Yukon Gold Potato, Squash and Goat Cheese Gratin
10 to 12 medium-sized Yukon gold potatoes (about 2 lb)
2 lb butternut squash
8 oz chèvre (about 1 cup)
3 to 4 cups heavy cream
2 tsp salt
2 tbsp fresh thyme
or 1 tbsp dried
Chef’s Notes: This gratin is a real comfort-food dish, similar to scalloped potatoes but with butternut squash adding a touch of sweetness and the goat cheese adding a layer of rich, creamy flavour. Baked until golden and bubbling, it makes a wonderful side dish any time of year. In deep winter it makes a lovely dinner on its own with a hearty salad and a cold glass of chablis with good, crisp minerality. Serves 6 to 8
Heat oven to 400°F and butter a 9 x 12-inch baking dish. Thinly slice unpeeled potatoes in rounds. Peel, seed and thinly slice squash in large, half-moon pieces. Mince fresh thyme and set aside.
Layer potatoes and squash in baking dish. Pour heavy cream and sprinkle salt evenly over everything. Cream should reach to the top layer of the sliced potatoes and squash. Crumble cheese and sprinkle over squash and potatoes along with fresh thyme.
Bake in oven for approximately 1 hour, until golden and bubbling and potatoes and squash are tender when pierced with a fork.
Liz’s Buche de Noel
2 cups whipping cream
1/2 cup icing sugar
1/2 cup unsweetened cocoa powder
1 tsp vanilla extract
6 eggs, yolks and whites separated
1/2 cup + 1/4 cup white sugar
1/3 cup unsweetened cocoa powder
11/2 tsp vanilla extract
1/8 tsp salt
Icing sugar for dusting
Chef’s Notes: Not only is this traditional Christmas recipe very festive and beautiful, it’s also relatively easy to make. The tradition comes from my colleague Liz’s family, and we are so happy that she has shared it with all of us. It’s fun to decorate and the cake itself is flourless, which goes over well with everyone these days. Serves 8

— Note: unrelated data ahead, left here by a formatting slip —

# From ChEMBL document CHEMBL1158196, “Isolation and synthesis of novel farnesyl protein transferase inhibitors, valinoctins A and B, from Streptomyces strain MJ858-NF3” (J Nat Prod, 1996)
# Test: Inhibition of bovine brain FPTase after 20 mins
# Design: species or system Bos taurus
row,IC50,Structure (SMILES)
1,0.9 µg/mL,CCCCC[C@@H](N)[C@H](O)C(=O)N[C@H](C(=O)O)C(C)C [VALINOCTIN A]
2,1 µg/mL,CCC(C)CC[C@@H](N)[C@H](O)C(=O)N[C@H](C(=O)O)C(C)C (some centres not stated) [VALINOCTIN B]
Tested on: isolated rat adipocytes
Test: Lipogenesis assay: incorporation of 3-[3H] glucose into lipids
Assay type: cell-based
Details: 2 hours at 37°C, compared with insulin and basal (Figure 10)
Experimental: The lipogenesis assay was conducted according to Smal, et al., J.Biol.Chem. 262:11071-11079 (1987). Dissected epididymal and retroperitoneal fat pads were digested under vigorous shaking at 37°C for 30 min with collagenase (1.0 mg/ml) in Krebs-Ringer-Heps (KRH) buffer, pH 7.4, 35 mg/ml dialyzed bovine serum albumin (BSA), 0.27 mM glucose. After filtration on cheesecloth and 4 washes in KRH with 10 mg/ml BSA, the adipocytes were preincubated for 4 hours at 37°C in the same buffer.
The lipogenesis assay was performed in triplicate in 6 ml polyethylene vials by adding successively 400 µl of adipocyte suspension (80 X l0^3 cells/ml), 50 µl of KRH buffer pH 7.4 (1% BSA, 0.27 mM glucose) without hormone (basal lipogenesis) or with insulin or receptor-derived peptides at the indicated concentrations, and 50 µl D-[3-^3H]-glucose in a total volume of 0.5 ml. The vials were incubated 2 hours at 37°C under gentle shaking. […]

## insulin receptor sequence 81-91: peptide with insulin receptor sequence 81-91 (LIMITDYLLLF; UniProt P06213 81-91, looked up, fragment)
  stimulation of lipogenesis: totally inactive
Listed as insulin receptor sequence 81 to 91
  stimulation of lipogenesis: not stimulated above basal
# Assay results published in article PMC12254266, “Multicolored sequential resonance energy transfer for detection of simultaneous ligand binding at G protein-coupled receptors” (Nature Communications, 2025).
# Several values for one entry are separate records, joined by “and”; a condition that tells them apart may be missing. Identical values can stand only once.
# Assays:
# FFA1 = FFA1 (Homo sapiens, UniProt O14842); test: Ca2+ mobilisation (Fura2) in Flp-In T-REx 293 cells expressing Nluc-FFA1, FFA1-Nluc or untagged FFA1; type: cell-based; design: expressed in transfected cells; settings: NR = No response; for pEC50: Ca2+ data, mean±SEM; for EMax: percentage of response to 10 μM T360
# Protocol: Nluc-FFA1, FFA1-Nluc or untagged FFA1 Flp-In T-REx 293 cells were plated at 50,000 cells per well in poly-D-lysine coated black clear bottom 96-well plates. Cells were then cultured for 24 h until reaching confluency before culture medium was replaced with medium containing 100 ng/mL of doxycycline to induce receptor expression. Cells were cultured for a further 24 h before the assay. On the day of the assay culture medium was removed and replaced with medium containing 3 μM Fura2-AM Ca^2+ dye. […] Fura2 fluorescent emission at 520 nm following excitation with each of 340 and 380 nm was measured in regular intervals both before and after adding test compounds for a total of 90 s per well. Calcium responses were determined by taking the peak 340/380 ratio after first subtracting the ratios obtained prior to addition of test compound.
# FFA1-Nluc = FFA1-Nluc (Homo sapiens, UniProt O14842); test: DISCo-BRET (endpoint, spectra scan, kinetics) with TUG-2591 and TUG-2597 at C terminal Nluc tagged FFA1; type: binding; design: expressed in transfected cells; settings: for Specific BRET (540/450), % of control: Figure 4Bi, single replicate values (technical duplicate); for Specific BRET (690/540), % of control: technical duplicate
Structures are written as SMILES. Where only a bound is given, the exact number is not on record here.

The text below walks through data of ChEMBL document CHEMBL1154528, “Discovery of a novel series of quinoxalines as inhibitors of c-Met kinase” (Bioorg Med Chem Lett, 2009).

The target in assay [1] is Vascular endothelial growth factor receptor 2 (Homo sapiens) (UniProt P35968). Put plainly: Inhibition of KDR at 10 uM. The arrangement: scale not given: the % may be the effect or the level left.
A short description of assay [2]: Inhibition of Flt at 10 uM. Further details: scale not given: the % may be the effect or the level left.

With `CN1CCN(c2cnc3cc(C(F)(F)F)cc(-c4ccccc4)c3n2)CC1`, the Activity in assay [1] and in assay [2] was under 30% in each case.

In a large bowl, whip cream with icing sugar, cocoa and vanilla until thick and stiff. Refrigerate.
Heat oven to 375°F. Line a 10 15-inch rimmed baking sheet with parchment paper. Prepare a clean tea towel by liberally dusting it with icing sugar—this will be for turning the cake out onto when it comes out of the oven. Set towel aside.
To make the cake, use an electric mixer to beat egg yolks with 1/2 cup sugar until smooth and pale in colour. Mix in cocoa, vanilla and salt.
In a separate bowl, whip egg whites until soft peaks start to form. Continue beating and slowly add 1/4 cup sugar, beating until the whites form stiff peaks. Add yolk mixture into whites and gently fold together. Spread batter into the pan and smooth it out so it is fairly flat.
Bake for 12 to 15 minutes, or until cake springs back when lightly touched. Turn warm cake out onto the sugar-dusted tea towel and carefully remove parchment paper from the cake. Starting at its shorter edge, roll cake with the towel so that it cools while taking the shape of the log. (Be sure to roll a short log, rather than a long one!) Allow it to cool.
To finish Unroll the cake and spread half of the chocolate cream on the cake. Roll cake up with filling inside. Place seam side down onto a platter and spread rest of the chocolate cream over the outside of the log. You can use a fork or other sharp tool to make bark-like lines on the cake. Refrigerate.
Just before serving, dust with powdered sugar and decorate with holly or other winter greenery.
Tip: Make your dessert the day ahead, so you have plenty of time to focus on your savoury dishes.
— Recipes by Haidee Hart; Photography courtesy of Stowel Lake Farm
Excerpted with permission from Seven Seasons on Stowel Lake Farm by Lisa Lloyd, Jennifer Lloyd, Elizabeth Young, and Haidee Hart. Published by Page Two Books, © 2018. Available online and at your local bookstore.